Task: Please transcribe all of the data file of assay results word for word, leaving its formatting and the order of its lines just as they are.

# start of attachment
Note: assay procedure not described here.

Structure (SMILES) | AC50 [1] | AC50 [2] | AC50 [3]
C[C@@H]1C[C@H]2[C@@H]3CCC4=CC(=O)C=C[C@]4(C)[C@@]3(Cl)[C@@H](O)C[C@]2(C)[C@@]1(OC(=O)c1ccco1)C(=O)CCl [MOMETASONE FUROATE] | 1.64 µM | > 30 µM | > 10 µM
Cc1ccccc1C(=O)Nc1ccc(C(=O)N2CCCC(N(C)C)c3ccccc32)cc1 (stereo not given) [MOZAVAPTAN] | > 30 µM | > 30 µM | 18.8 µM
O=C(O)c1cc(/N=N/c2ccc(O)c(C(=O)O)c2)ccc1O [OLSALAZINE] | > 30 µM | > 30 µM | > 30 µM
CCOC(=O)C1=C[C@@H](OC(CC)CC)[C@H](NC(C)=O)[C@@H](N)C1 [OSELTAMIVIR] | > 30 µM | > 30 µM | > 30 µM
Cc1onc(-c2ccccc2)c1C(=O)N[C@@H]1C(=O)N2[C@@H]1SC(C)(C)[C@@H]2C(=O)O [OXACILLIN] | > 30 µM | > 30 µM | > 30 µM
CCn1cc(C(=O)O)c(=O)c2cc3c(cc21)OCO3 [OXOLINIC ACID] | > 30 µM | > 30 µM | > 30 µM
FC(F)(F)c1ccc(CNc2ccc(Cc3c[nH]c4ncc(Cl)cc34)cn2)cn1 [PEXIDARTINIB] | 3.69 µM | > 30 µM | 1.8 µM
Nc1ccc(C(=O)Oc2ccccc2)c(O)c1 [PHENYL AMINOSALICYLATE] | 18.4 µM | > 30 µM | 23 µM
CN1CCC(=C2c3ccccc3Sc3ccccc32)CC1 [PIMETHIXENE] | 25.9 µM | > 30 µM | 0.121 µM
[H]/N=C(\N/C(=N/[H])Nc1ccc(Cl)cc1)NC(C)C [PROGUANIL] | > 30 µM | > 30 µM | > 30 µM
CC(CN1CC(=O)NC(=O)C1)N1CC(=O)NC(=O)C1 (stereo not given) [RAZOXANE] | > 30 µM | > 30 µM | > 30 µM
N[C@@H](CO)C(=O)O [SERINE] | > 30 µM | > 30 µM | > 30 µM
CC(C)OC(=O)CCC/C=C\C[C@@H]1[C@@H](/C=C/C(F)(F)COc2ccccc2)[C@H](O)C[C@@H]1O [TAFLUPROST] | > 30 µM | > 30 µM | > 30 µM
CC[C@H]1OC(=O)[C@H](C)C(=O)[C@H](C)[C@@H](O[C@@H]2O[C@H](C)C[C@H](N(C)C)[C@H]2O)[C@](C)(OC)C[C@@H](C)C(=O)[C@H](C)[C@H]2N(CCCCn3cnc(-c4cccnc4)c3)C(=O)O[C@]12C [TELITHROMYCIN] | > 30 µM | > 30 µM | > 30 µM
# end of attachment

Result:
Note: assay procedure not described here.

Structure (SMILES) | AC50 [1] | AC50 [2] | AC50 [3]
C[C@@H]1C[C@H]2[C@@H]3CCC4=CC(=O)C=C[C@]4(C)[C@@]3(Cl)[C@@H](O)C[C@]2(C)[C@@]1(OC(=O)c1ccco1)C(=O)CCl [MOMETASONE FUROATE] | 1.64 µM | > 30 µM | > 10 µM
Cc1ccccc1C(=O)Nc1ccc(C(=O)N2CCCC(N(C)C)c3ccccc32)cc1 (stereo not given) [MOZAVAPTAN] | > 30 µM | > 30 µM | 18.8 µM
O=C(O)c1cc(/N=N/c2ccc(O)c(C(=O)O)c2)ccc1O [OLSALAZINE] | > 30 µM | > 30 µM | > 30 µM
CCOC(=O)C1=C[C@@H](OC(CC)CC)[C@H](NC(C)=O)[C@@H](N)C1 [OSELTAMIVIR] | > 30 µM | > 30 µM | > 30 µM
Cc1onc(-c2ccccc2)c1C(=O)N[C@@H]1C(=O)N2[C@@H]1SC(C)(C)[C@@H]2C(=O)O [OXACILLIN] | > 30 µM | > 30 µM | > 30 µM
CCn1cc(C(=O)O)c(=O)c2cc3c(cc21)OCO3 [OXOLINIC ACID] | > 30 µM | > 30 µM | > 30 µM
FC(F)(F)c1ccc(CNc2ccc(Cc3c[nH]c4ncc(Cl)cc34)cn2)cn1 [PEXIDARTINIB] | 3.69 µM | > 30 µM | 1.8 µM
Nc1ccc(C(=O)Oc2ccccc2)c(O)c1 [PHENYL AMINOSALICYLATE] | 18.4 µM | > 30 µM | 23 µM
CN1CCC(=C2c3ccccc3Sc3ccccc32)CC1 [PIMETHIXENE] | 25.9 µM | > 30 µM | 0.121 µM
[H]/N=C(\N/C(=N/[H])Nc1ccc(Cl)cc1)NC(C)C [PROGUANIL] | > 30 µM | > 30 µM | > 30 µM
CC(CN1CC(=O)NC(=O)C1)N1CC(=O)NC(=O)C1 (stereo not given) [RAZOXANE] | > 30 µM | > 30 µM | > 30 µM
N[C@@H](CO)C(=O)O [SERINE] | > 30 µM | > 30 µM | > 30 µM
CC(C)OC(=O)CCC/C=C\C[C@@H]1[C@@H](/C=C/C(F)(F)COc2ccccc2)[C@H](O)C[C@@H]1O [TAFLUPROST] | > 30 µM | > 30 µM | > 30 µM
CC[C@H]1OC(=O)[C@H](C)C(=O)[C@H](C)[C@@H](O[C@@H]2O[C@H](C)C[C@H](N(C)C)[C@H]2O)[C@](C)(OC)C[C@@H](C)C(=O)[C@H](C)[C@H]2N(CCCCn3cnc(-c4cccnc4)c3)C(=O)O[C@]12C [TELITHROMYCIN] | > 30 µM | > 30 µM | > 30 µM